Start 2017 Off Right – Estate Planning with an Eye to Retirement

By Stephen J. Silverberg
New York Elder Law Attorney

You know this: people spend more time planning vacations than they do their finances or retirement. The beginning of the new year is an excellent time to take a comprehensive review of what you have—both assets and liabilities—to prepare for the year ahead and any financial milestones or challenges you are facing, from marriage, divorce, buying a home, welcoming a new baby to the family or retirement.

Here are some important financial steps to take  at the start of 2017.

Take financial inventory. Consider aggregating your accounts and identifying what you have, such as IRAs, bank accounts, and life insurance. You should take an inventory of your debt and determine how you will pay it off in 2017.

Review your estate plan. OK, it’s not that exciting, but it’s important.  If you fail to plan properly, and something unfortunate happens, your family may be left unprepared. It’s critical to have control over what will happen to everything that you leave behind.

Update your beneficiary forms. This is a task that should be reviewed periodically—especially if you’ve been married or divorced, had children or retired in recent years. A designated beneficiary on an insurance policy or an IRA has precedence over a will or a trust. As a result, it’s important to make adjustments after major life changes.

Make some smart tax moves. You should know how the taxes work on your 401(k)s and IRAs, so take a look to be certain you’re saving effectively. The maximum annual contribution to a 401(k) is $18,000 or $24,000 if you’re over 50.

You should also remember that you can gift as much as $14,000 per person annually to as many people as you’d like without a gift tax liability. In addition, with any tax planning for retirement, you might think about converting your retirement money through a Roth IRA conversion ladder. Money transferred from a traditional IRA to a Roth is tax- and penalty-free after paying taxes on the conversion.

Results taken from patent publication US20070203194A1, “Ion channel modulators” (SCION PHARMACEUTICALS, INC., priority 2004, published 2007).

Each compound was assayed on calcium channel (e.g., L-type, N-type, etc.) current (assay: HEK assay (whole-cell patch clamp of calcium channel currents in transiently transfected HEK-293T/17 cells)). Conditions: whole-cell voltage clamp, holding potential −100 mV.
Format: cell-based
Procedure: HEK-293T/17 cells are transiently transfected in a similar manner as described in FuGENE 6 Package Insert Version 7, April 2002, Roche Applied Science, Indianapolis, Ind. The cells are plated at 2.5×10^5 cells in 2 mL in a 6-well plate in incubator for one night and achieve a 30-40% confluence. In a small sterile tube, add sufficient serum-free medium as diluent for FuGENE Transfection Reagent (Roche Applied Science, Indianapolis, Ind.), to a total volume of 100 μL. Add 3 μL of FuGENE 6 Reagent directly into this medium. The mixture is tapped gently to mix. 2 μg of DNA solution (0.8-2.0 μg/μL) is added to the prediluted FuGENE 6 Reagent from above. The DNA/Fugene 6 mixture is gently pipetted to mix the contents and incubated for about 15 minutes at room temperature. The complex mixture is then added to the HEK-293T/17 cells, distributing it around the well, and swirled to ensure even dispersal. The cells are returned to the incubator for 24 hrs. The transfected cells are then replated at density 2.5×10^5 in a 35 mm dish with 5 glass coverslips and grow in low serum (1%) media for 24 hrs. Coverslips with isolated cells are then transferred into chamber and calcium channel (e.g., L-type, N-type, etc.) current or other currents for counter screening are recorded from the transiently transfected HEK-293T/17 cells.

Evaluate your path to retirement. Retirement planning is important at every stage of life, so be pro-active. If you create a plan, it can hold you accountable. It is important to speak with a qualified estate planning attorney. Don’t just “set it and forget it.” Stay on top of issues and continually monitor the situation.

If retirement is in the near future, or if you’re planning to retire early, start to have discussions about identifying guaranteed income, social security, your pension options, and how to utilize any or all of them into your overall income plan, along with the tax consequences.

About the Author
Stephen J. Silverberg is nationally recognized as a leader in the areas of estate planning, estate administration, asset preservation planning, and elder law. He is a past president of the prestigious National Academy of Elder Law Attorneys (NAELA), and a founding member and past president of the New York State chapter of NAELA.